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Kissing in Japan

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One of the most striking things in Japan is that you never see anyone kissing in public.  In France, people kiss all the time in the street -- to such a point that Joni Mitchell once wrote and sang a song entitled "In France they kiss on main street".

As we continue to explore the phenomenon of Japan's low birth rate, one question we must address is whether the low birth rate is due to a cultural aversion to kissing. 

According to an international survey reported on Japanese television, Japanese married couples come in second last out of the ten reported nations in terms of daily kissing rates.  Not surprisingly, France tops the list with 6.92 kisses a day, followed by Germany with 5.97 and Australia at 5.91.  Japan wins 9th place with only 0.56 kisses on average per day, only beating Korea which managed the paltry 0.25 kisses a day. 

As you could imagine, Japanese men protest that there are many other ways of showing affection and appreciation for one's wife.  But it also came to light that Japan has the highest number of roboits per capita.  And not only that, the Sega toys company has apparently created a kissing robot!

This is not however a frivolous subject.  So, we must think about the socio-anthropological reasons why Japan is a low kissing nation.  First, it is clear that the hot, humid summers do not lend themselves to physical contact.  Second, the Japanese are a race that has always been obsessed with cleanliness, and kissing has got to be one of the dirtiest habits around.  Is it thanks to its non-kissing culture that Japan has the world's highest life expectancy?  Third, Japan's food has some of the strangest flavours of any cuisine, such that the resultant bad breath is a big kissing "put-off".  A good example is "natto", a traditional breakfast food, which is made from fermented soybeans, and has a very strong smell and flavour, and a slippery texture.  Fourth, Japanese men are among the world's biggest smokers, and kissing a smoker is simply disgusting.  And lastly, Japanese girls invest massively in make-up, and kissing is surely the quickest way on earth to destroy the hours of work that go into beautiful make-up.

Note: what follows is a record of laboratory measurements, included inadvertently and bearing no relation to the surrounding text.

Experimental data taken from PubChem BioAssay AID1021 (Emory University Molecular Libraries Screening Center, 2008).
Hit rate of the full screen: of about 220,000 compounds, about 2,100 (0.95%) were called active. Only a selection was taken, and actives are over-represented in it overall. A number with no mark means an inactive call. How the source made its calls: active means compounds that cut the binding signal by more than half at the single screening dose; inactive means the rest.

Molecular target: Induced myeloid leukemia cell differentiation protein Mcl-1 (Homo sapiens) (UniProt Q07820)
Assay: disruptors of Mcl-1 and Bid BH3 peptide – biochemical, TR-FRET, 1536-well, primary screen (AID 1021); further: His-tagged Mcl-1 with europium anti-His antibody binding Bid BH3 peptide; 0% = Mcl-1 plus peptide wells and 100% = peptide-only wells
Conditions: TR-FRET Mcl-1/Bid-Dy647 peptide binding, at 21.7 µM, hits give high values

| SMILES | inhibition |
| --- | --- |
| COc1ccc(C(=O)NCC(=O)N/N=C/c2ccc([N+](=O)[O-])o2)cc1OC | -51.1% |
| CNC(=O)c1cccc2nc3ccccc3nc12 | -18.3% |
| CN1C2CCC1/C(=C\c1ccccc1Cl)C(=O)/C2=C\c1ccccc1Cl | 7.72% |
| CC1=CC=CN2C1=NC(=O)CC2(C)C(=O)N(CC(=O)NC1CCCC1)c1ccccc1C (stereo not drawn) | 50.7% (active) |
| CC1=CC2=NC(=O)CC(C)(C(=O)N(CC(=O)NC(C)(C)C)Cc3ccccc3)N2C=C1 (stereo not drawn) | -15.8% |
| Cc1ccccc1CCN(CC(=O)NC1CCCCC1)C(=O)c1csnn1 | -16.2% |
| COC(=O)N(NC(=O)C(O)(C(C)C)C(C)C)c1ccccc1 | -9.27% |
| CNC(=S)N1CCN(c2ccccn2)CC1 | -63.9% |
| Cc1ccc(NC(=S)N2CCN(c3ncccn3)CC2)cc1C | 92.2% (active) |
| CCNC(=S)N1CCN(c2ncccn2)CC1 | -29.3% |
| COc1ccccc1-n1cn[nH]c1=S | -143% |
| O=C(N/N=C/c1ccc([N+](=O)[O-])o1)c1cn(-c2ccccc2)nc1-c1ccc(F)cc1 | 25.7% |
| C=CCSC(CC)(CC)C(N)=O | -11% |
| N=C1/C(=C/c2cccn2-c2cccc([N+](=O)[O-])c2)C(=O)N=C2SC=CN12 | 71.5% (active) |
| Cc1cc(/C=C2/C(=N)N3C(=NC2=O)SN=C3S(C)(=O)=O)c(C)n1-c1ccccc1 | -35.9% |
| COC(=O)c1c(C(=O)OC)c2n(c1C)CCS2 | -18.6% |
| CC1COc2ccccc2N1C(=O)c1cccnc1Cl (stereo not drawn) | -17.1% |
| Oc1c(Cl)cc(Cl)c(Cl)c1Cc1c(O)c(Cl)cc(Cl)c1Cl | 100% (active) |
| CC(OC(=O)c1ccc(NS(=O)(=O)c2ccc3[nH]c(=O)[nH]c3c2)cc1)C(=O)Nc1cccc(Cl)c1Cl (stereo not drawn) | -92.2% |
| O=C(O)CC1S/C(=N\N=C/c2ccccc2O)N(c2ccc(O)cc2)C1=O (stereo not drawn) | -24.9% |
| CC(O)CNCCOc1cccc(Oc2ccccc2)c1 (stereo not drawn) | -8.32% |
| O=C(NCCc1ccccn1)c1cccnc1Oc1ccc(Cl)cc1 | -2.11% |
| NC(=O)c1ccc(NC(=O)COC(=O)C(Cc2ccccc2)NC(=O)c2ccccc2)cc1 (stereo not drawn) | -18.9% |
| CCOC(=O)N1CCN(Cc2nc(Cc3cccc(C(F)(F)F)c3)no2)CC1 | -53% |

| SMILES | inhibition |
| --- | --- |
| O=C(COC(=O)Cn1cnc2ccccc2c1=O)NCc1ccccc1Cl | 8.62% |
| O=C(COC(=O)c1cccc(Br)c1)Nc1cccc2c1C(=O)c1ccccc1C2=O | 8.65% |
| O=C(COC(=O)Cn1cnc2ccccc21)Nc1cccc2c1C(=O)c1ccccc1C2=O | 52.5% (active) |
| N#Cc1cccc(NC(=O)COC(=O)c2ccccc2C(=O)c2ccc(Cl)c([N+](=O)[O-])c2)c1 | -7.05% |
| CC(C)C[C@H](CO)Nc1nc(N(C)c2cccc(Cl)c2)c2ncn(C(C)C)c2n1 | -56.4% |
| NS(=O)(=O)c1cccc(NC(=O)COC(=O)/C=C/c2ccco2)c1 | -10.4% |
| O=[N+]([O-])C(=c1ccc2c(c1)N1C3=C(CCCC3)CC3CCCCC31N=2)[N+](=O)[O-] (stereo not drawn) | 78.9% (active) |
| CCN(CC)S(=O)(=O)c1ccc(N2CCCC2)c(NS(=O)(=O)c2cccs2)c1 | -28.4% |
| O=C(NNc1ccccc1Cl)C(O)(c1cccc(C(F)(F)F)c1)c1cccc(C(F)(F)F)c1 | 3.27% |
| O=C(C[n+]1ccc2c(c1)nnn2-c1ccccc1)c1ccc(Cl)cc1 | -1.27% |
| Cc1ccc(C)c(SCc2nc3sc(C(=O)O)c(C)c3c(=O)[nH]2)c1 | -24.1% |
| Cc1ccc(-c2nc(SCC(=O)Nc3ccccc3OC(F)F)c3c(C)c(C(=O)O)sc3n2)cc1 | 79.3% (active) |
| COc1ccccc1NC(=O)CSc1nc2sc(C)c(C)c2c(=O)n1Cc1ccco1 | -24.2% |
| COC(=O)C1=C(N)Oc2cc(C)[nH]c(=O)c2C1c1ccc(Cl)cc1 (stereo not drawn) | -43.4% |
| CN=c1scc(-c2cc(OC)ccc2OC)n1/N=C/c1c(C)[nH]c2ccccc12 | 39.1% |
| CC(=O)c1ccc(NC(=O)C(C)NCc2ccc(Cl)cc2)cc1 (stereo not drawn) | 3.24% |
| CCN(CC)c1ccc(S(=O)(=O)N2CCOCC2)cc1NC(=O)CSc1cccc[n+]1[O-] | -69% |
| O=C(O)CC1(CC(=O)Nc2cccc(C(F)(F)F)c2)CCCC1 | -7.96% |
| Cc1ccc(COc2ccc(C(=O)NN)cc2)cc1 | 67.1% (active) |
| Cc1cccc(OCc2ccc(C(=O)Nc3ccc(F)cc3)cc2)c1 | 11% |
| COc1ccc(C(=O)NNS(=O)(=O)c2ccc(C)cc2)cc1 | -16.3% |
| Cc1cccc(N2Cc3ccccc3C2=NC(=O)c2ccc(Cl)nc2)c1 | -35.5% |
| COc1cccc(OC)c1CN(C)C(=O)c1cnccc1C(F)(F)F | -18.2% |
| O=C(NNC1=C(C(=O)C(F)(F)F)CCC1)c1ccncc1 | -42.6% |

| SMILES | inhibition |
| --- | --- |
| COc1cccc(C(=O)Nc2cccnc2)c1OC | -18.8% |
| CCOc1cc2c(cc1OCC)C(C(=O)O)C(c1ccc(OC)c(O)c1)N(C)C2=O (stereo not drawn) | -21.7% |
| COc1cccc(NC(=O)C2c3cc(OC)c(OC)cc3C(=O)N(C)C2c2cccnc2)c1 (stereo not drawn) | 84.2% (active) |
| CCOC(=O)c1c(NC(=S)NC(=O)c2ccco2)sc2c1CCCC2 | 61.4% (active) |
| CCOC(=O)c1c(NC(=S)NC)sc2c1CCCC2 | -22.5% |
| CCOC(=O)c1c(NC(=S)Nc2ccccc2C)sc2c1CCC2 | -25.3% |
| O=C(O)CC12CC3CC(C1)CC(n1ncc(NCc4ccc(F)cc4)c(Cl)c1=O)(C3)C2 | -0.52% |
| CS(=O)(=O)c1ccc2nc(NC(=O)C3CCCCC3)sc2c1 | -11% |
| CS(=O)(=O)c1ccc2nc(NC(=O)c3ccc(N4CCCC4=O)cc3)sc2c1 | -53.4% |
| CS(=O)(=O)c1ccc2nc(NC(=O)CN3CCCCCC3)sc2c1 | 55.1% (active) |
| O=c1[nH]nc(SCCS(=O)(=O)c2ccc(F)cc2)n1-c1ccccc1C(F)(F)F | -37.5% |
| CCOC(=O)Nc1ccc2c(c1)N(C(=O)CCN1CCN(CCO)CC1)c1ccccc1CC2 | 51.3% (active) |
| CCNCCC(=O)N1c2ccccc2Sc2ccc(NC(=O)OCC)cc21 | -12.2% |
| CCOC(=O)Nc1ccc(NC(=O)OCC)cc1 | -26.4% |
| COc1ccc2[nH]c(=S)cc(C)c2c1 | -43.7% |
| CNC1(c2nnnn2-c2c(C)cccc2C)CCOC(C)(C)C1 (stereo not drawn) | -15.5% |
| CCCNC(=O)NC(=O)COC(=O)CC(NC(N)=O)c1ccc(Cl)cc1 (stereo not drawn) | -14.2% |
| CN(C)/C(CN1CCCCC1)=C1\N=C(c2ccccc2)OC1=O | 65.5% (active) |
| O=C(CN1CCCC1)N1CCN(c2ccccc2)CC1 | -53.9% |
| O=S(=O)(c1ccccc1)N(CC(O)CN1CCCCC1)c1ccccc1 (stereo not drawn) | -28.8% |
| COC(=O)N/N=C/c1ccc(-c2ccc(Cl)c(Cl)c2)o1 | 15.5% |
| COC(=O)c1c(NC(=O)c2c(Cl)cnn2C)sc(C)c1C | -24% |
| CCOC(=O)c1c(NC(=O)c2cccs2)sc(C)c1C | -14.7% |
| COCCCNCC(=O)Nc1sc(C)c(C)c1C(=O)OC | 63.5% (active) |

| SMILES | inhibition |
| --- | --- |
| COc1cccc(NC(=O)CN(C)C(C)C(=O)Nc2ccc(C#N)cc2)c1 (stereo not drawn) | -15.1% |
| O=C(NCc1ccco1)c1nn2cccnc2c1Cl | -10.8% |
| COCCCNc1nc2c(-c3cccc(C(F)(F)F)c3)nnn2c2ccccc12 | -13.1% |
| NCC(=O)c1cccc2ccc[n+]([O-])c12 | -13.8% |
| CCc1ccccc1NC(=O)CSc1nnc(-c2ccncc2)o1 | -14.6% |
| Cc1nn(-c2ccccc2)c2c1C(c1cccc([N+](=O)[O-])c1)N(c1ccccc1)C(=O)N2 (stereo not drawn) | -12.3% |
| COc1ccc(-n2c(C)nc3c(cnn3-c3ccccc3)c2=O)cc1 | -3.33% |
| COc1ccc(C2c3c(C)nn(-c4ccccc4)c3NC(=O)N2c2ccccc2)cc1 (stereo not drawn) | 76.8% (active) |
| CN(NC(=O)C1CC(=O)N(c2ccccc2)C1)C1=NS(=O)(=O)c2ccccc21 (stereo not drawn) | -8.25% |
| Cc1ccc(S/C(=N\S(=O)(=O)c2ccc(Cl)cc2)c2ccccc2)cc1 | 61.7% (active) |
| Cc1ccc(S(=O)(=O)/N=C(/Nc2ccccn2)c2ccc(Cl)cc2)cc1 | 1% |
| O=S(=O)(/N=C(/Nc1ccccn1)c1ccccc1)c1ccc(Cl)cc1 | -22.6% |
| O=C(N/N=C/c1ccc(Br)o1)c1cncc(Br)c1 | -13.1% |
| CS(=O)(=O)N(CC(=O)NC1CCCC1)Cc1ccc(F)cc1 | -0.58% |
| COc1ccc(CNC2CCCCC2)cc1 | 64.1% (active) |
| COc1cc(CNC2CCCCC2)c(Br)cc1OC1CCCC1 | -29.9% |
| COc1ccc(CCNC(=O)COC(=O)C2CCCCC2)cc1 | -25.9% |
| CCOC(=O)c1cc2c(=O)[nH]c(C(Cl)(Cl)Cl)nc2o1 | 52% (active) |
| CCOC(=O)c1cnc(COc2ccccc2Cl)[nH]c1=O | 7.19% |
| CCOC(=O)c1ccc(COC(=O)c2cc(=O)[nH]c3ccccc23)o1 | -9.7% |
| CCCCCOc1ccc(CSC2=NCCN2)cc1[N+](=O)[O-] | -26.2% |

Some historical research on this topic also reveals that until recent times Japan may not have had a word for kissing -- a sure-fire indicator that kissing, to the extent that it now exists, is a recent cultural phenomenon.  And apparently, public kissing was outlawed in 1920, only to be re-legalised with the post-war American occupation in 1945.  It is also perhaps relevant that there is no physical contact in Japanese greetings, just bowing. 

You may ask does it matter whether the Japanese kiss or not?  If the Japanese wish to increase their birth rate, it may well indeed matter.  As the old song goes, "It started with a kiss" -- or in Japan's case, it did it not get started, because there was no kiss.

Japan is very much a government led society.  As NGOs have very little power or influence, it is unlikely that a spontaneous "public hugging" custom develop, as was the case in Australia a few years ago. 

But, the Japanese government is indeed very worried about the falling birthrate.  So, now could indeed be the moment to launch a "Japan: the kissing nation" initiative!